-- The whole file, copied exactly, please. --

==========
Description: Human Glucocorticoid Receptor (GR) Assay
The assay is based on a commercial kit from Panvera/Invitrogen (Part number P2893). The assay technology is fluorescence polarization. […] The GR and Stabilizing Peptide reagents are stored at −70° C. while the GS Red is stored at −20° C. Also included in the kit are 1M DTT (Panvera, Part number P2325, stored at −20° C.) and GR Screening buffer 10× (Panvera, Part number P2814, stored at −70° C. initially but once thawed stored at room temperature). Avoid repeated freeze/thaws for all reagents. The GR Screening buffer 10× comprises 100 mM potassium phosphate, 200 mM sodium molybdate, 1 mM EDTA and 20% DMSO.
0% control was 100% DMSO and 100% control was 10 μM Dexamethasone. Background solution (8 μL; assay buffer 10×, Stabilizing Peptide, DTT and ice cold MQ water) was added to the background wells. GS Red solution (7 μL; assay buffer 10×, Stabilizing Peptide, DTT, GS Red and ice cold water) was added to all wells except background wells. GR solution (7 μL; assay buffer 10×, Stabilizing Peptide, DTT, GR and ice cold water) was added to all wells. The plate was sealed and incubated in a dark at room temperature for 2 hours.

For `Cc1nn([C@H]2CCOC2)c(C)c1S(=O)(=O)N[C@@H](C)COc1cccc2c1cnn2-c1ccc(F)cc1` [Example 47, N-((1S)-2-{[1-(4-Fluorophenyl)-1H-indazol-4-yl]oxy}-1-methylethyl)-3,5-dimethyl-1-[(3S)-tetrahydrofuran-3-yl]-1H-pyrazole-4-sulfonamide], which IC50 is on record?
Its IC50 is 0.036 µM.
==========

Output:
Description: Human Glucocorticoid Receptor (GR) Assay
The assay is based on a commercial kit from Panvera/Invitrogen (Part number P2893). The assay technology is fluorescence polarization. […] The GR and Stabilizing Peptide reagents are stored at −70° C. while the GS Red is stored at −20° C. Also included in the kit are 1M DTT (Panvera, Part number P2325, stored at −20° C.) and GR Screening buffer 10× (Panvera, Part number P2814, stored at −70° C. initially but once thawed stored at room temperature). Avoid repeated freeze/thaws for all reagents. The GR Screening buffer 10× comprises 100 mM potassium phosphate, 200 mM sodium molybdate, 1 mM EDTA and 20% DMSO.
0% control was 100% DMSO and 100% control was 10 μM Dexamethasone. Background solution (8 μL; assay buffer 10×, Stabilizing Peptide, DTT and ice cold MQ water) was added to the background wells. GS Red solution (7 μL; assay buffer 10×, Stabilizing Peptide, DTT, GS Red and ice cold water) was added to all wells except background wells. GR solution (7 μL; assay buffer 10×, Stabilizing Peptide, DTT, GR and ice cold water) was added to all wells. The plate was sealed and incubated in a dark at room temperature for 2 hours.

For `Cc1nn([C@H]2CCOC2)c(C)c1S(=O)(=O)N[C@@H](C)COc1cccc2c1cnn2-c1ccc(F)cc1` [Example 47, N-((1S)-2-{[1-(4-Fluorophenyl)-1H-indazol-4-yl]oxy}-1-methylethyl)-3,5-dimethyl-1-[(3S)-tetrahydrofuran-3-yl]-1H-pyrazole-4-sulfonamide], which IC50 is on record?
Its IC50 is 0.036 µM.